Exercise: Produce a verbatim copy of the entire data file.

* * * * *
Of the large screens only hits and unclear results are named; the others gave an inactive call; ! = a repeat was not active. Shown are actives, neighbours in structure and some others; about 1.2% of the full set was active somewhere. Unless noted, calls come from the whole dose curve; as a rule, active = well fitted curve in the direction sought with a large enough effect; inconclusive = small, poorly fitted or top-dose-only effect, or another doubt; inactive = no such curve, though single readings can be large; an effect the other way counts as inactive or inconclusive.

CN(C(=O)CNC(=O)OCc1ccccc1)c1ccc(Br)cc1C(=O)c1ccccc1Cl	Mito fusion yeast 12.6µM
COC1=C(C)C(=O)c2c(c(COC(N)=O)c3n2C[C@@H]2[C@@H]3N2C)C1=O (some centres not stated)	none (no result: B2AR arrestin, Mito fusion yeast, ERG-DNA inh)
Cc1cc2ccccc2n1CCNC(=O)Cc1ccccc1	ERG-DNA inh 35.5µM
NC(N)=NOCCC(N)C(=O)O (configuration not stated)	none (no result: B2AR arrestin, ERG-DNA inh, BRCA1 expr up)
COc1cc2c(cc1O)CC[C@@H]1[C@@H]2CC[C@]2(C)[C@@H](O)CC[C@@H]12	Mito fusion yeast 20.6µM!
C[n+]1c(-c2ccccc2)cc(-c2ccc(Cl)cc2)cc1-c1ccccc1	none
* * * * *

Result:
Of the large screens only hits and unclear results are named; the others gave an inactive call; ! = a repeat was not active. Shown are actives, neighbours in structure and some others; about 1.2% of the full set was active somewhere. Unless noted, calls come from the whole dose curve; as a rule, active = well fitted curve in the direction sought with a large enough effect; inconclusive = small, poorly fitted or top-dose-only effect, or another doubt; inactive = no such curve, though single readings can be large; an effect the other way counts as inactive or inconclusive.

CN(C(=O)CNC(=O)OCc1ccccc1)c1ccc(Br)cc1C(=O)c1ccccc1Cl	Mito fusion yeast 12.6µM
COC1=C(C)C(=O)c2c(c(COC(N)=O)c3n2C[C@@H]2[C@@H]3N2C)C1=O (some centres not stated)	none (no result: B2AR arrestin, Mito fusion yeast, ERG-DNA inh)
Cc1cc2ccccc2n1CCNC(=O)Cc1ccccc1	ERG-DNA inh 35.5µM
NC(N)=NOCCC(N)C(=O)O (configuration not stated)	none (no result: B2AR arrestin, ERG-DNA inh, BRCA1 expr up)
COc1cc2c(cc1O)CC[C@@H]1[C@@H]2CC[C@]2(C)[C@@H](O)CC[C@@H]12	Mito fusion yeast 20.6µM!
C[n+]1c(-c2ccccc2)cc(-c2ccc(Cl)cc2)cc1-c1ccccc1	none